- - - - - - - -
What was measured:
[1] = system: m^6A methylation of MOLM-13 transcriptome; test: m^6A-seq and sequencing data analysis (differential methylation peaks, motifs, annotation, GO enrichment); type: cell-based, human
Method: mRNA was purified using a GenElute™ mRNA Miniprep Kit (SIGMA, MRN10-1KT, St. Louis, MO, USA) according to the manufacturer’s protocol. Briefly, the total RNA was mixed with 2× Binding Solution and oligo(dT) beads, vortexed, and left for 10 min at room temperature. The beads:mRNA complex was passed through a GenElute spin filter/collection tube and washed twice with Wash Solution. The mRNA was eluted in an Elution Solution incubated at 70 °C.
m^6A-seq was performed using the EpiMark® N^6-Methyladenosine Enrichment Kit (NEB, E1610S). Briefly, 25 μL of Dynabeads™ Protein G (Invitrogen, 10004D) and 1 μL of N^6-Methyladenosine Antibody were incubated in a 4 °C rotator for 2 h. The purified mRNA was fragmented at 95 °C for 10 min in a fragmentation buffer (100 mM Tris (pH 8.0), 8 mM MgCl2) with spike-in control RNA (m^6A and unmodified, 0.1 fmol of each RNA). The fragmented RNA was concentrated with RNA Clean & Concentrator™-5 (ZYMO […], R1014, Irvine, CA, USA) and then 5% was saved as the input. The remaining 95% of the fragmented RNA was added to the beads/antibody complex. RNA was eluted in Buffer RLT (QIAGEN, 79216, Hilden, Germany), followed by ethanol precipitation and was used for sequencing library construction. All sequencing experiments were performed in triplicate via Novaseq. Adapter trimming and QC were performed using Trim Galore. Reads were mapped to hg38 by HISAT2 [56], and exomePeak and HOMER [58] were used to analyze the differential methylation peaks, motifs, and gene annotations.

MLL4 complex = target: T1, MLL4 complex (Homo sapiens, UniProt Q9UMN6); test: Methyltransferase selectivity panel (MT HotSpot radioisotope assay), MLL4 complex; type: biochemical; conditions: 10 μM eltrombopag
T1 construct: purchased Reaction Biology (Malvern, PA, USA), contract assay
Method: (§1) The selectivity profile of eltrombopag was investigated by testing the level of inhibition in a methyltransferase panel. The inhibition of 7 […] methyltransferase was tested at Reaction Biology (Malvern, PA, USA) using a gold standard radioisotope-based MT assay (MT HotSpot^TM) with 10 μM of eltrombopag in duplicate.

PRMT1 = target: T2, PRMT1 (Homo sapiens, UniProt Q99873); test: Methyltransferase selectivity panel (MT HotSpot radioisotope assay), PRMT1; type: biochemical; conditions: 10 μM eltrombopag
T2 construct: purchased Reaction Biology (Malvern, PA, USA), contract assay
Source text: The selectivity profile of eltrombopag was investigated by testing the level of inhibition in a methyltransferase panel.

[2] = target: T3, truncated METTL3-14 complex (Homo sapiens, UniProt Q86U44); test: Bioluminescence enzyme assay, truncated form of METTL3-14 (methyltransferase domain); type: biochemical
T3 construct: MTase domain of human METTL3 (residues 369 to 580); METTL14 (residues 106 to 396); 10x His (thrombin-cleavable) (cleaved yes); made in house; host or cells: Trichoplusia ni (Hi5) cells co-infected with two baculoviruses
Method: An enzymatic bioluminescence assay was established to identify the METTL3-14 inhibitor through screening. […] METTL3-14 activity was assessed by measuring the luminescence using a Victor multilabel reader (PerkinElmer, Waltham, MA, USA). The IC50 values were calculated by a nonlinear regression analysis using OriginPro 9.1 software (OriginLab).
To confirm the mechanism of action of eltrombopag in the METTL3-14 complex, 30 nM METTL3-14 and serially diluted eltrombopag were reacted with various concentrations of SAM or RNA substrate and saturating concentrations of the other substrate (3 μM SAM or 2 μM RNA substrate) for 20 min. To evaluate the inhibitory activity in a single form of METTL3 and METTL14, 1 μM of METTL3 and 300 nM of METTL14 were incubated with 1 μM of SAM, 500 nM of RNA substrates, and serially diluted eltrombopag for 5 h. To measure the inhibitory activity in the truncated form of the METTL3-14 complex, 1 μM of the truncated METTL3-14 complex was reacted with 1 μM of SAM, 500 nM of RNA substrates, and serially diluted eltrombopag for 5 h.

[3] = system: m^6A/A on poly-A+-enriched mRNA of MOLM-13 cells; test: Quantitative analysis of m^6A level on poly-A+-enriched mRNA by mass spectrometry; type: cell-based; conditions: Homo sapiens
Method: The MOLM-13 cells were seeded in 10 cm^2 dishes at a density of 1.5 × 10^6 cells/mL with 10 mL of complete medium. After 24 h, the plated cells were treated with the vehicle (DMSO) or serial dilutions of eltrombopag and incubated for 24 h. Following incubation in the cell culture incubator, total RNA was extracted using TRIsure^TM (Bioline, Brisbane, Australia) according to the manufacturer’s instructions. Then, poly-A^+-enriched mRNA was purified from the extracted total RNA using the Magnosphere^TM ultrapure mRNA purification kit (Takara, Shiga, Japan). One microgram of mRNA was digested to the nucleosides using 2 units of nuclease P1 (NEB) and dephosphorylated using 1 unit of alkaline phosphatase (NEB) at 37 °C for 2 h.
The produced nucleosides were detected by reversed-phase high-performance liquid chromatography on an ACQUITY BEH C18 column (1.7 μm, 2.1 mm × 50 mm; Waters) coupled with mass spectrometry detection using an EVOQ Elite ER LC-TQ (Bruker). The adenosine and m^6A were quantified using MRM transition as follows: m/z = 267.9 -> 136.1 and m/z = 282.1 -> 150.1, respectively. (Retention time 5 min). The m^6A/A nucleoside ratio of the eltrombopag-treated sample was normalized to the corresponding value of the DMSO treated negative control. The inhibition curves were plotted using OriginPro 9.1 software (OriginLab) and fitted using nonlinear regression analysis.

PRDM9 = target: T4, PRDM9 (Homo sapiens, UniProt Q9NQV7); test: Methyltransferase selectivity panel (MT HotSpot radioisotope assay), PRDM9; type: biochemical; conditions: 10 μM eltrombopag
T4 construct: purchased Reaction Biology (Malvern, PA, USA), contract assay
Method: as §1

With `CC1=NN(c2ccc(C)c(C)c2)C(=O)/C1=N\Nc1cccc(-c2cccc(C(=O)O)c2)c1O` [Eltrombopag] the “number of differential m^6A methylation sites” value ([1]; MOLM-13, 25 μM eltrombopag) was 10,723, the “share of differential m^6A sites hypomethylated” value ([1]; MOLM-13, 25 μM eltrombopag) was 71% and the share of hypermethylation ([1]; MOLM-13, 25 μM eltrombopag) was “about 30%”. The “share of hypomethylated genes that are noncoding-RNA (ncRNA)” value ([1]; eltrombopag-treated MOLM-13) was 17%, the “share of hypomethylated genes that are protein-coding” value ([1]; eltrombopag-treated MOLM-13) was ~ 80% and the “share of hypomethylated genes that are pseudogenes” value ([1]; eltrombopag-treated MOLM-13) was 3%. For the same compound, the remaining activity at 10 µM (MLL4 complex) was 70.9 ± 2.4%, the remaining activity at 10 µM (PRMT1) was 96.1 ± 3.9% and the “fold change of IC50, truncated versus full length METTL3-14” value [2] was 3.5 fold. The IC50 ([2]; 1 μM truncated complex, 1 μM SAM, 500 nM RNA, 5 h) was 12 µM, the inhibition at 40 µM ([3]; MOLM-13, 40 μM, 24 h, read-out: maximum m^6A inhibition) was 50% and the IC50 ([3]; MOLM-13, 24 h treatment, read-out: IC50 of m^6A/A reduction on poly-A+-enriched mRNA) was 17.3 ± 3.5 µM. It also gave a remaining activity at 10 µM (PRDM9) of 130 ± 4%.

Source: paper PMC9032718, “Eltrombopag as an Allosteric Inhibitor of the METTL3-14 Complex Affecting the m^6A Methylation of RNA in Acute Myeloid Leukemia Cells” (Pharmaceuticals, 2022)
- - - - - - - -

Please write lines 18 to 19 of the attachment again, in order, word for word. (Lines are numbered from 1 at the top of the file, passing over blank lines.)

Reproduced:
PRDM9 = target: T4, PRDM9 (Homo sapiens, UniProt Q9NQV7); test: Methyltransferase selectivity panel (MT HotSpot radioisotope assay), PRDM9; type: biochemical; conditions: 10 μM eltrombopag
T4 construct: purchased Reaction Biology (Malvern, PA, USA), contract assay